Silo-02, Milestone 1 - Evaluate Treasury Investment Strategy and Recommendations

**There is a vote currently active to redeem a portion of the treasury for YAM tokens that if passed will effect the evaluation and recommendations. Updates will occur when necessary.

Evaluating Treasury Investment Strategy and Recommendations

The Yam Re-Org that Ross and Designer have been working on for the last few months is a change to the operational structure of the DAO. Yam’s new operational structure is to allow anyone to request funding from the treasury to add value to Yam DAO and/or YAM Tokenholders.

Based on past behavior, managing an on-chain treasury is difficult and subject to many personal interpreations of best course. Considering the restrictions and limitations for Yam’s Treasury, this document hopes to define best course rules and guidelines in order to minimize friction for long term maintainace of Yam’s Treasury. There is NO PERFECT SOLUTION to invest and manage a treasury.

How should the treasury be organized to support the Yam DAO Organization?

There are 2 directives of the treasury:

  1. To support funding requests for approved Yam projects/silos
  2. To grow the value of the treasury to support directive #1.

Short history of the treasury

Understanding how we got here to determine how we move forward.
The treasury initially was created from the rebasing function of YAM token which has since been turned off.
Yam DAO and its treasury is entirely governed by YAM Tokenholders. The treasury has been utilized in a number of different ways:

  1. Investment Treasury
  • Current investment strategy of a moderate portfolio targeting < 0.75 Beta and < 0.5 Correlation.
  1. UMA Synthetic Liquidity providing, earning fees and UMA rewards
  2. Sushi DEX liquidity providing, earning fees and SUSHI rewards
  3. Index Coop DPI / ETH liquidity providing, earning fees and INDEX rewards
  4. Proof of concept for Yam DAO House treasury management solution
  5. Expenses for Yam DAO operations and contributors

Yam’s Treasury has a history of effectively utilizing assets to maintain the DAO but also to grow the treasury.

Current State of the Treasury

The current composition and size of the treasury can be seen here: YAM Finance

Numbers as of 7.15.2022
Current Value: $3.2 million

  • USDC (deposited in Yearn) - ~50%
  • ETH (some deposited in Yearn, some not) - ~30%
  • DPI (some LPing and some in treasury) - ~12%
  • UMA, INDEX, SUSHI, GTC - ~8%

Current inflows into the treasury:

  • Yearn Vault USDC Interest: $1.6m @ 1-2% APY
  • Yearn Vault ETH/stETH Interest: $165k @ 4-7% APY
  • xSushi: $62k @ 1.89% APY
  • Total Estimated Inflows: ~ $24k per year

Current outflows from treasury:

  • Yam Design Studios for June: $10200 70% USDC / 30% YAM
  • Specific Architectures Ross for June: $12,250 70% USDC / 30% YAM
  • Mona Community Management for June: $1,666 100% YAM
  • Designer Silo for June: $10,200 70% USDC / 30% YAM
  • 0xE Developer Compensation for June: $14,167 70% USDC / 30% YAM
  • Subscriptions, backend costs and gas fees for June:
  • Total outflows for June: ~$33k USDC / ~16k YAM

We have a healthy treasury utilizing ~50% of its assets earning interest.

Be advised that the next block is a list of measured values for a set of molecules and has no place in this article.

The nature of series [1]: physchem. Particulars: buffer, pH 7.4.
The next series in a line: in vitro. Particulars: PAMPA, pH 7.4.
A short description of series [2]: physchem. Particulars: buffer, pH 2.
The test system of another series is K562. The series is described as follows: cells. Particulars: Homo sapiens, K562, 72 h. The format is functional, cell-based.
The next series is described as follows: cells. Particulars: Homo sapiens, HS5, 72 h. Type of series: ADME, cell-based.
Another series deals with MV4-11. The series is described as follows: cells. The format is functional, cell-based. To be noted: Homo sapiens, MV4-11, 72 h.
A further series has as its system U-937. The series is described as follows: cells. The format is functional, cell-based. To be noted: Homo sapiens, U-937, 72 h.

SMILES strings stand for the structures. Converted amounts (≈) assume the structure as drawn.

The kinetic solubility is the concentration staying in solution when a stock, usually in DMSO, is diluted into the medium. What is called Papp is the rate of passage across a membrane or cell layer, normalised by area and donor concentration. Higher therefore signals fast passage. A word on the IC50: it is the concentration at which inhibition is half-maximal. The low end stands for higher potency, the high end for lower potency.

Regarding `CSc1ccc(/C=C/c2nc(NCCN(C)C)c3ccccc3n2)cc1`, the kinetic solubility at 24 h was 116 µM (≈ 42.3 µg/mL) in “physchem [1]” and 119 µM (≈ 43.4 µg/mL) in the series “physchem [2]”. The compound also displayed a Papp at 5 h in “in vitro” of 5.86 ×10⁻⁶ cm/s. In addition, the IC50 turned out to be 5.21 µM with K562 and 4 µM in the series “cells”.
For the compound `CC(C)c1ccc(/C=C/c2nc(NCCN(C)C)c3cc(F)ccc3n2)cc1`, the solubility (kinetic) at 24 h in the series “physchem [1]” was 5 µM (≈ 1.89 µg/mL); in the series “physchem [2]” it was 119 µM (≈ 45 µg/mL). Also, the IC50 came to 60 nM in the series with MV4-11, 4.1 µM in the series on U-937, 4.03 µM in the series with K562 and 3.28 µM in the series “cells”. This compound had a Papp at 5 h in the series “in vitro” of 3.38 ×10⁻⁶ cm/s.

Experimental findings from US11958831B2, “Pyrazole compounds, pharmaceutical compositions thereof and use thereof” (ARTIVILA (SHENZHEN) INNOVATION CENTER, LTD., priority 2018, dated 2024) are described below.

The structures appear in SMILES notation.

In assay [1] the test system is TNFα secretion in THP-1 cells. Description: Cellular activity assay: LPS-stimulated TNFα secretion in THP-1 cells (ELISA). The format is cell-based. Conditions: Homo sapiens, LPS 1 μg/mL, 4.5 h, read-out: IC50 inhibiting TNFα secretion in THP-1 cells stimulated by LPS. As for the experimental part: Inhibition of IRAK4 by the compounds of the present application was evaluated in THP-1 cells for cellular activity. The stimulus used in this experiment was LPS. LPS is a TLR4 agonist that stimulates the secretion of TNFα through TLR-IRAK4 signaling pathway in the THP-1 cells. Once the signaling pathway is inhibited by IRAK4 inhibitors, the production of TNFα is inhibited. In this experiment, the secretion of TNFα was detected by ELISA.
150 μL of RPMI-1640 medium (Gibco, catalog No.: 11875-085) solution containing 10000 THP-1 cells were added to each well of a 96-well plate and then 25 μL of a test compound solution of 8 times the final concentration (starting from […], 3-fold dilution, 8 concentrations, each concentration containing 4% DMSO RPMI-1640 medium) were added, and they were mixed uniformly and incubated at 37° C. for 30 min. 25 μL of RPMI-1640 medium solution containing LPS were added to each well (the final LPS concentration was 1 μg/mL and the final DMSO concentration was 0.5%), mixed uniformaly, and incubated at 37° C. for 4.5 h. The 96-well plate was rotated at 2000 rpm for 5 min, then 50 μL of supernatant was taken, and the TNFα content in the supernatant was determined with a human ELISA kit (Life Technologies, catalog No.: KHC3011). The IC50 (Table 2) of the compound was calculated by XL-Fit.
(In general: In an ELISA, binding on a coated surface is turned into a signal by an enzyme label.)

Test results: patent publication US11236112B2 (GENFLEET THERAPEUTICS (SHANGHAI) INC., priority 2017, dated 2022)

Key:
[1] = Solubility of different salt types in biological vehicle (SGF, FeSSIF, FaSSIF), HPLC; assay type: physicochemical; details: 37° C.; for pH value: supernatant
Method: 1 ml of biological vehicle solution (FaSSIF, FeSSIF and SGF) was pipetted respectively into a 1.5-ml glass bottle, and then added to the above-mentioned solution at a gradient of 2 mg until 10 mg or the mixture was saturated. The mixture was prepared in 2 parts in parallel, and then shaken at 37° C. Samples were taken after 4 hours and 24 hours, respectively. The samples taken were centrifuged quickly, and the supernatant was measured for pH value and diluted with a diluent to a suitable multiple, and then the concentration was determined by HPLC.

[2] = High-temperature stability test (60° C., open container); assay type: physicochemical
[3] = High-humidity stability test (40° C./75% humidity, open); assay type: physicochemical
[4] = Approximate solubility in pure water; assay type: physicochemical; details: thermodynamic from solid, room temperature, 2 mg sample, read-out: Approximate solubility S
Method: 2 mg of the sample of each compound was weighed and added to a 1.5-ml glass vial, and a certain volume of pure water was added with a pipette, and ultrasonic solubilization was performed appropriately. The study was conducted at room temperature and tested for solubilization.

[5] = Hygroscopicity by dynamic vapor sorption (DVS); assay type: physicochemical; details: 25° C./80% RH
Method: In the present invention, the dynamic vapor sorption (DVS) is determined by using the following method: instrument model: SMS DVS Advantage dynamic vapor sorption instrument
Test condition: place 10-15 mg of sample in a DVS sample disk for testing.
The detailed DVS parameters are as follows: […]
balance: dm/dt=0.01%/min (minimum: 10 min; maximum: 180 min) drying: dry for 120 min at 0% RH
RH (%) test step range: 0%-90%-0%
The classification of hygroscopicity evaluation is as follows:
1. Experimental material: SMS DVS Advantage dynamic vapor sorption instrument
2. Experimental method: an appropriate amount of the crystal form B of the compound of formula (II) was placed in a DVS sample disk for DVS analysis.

Currently there is no active or in-development project to earn revenues from.

Current investment metrics and strategy. Current investment strategy of a moderate portfolio targeting < 0.75 Beta and < 0.5 Correlation.

  • As of 7.13.22, Beta = 0.45 and Correlation = 0.38
  • Beta / Correlation fall well below targets
  • For complete list of assets refer to yam.finance dashboard

Review of current investment strategy

Investment strategy targeting a specific beta and correlation initially was created is generally a good metric to assess risk for non-crypto portfolios. Since the creation of Yam’s treasury and investment strategy it has become apparent that this method of assessing risk is not the most optimal. A few reasons why:

  1. Crypto assets in general are highly correlated therefor using beta and correlation with respect to ETH as a metric is not as helpful as originally intended. For example, since most assets that an on-chain treasury can acquire either very close in beta/correlation to ETH or a stablecoin, so it does not provide any quality information on which assets to hold in the treasury.
  2. Beta/Correlation does not account for liquidity, inflation, potential revenue and etc of tokens.
  3. There are crypto primitives that allow for hedging risk but the hedging space has not fully matured and carry additional risks beyond the financial instrument (liquidity risk, smart contract risk, ect)
  4. Rebalancing assets becomes a hard question to answer. If the treasury needs to rebalance and there are multiple ways to do it, which assets do we sell, which do we buy?
  5. Original investment strategy relied on yield farming which many of the farms have ended rewards. Original forum post: YIP: Investment Portfolio Strategy Polling / Voting

In addition, there are several limitations of an on-chain governed treasury:

  1. Any transactions that involve the treasury require someone familiar with the governance module to write the code to interact with the treasury.
  2. Swaps require a contract that can interface the treasury with a DEX or Aggregator DEX. Currently we are limited to Uniswap V2 DEX because the contract has not been created to interface with others.
  3. The time lock on interacting with the treasury is 5 days after a 2 day on-chain vote approval. There is no immediate asset to treasury assets, therefor smart contract risk is of greater concern than normal.

Recommendation on Investment Strategy

My recommendation is to simplify investment strategy, allocation model and use rebalancing as a tool to manage risk. Using sushiHOUSE investment strategy and allocation model from sushiHOUSE - A Treasury Management Proposal - Proposals - SushiSwap

Using the same investment strategy risk level of 3, the Investment Strategy would target allocating 55% ETH 20% BTC and 20% Stablecoin 5% DPI.

VOTE on Investment Strategy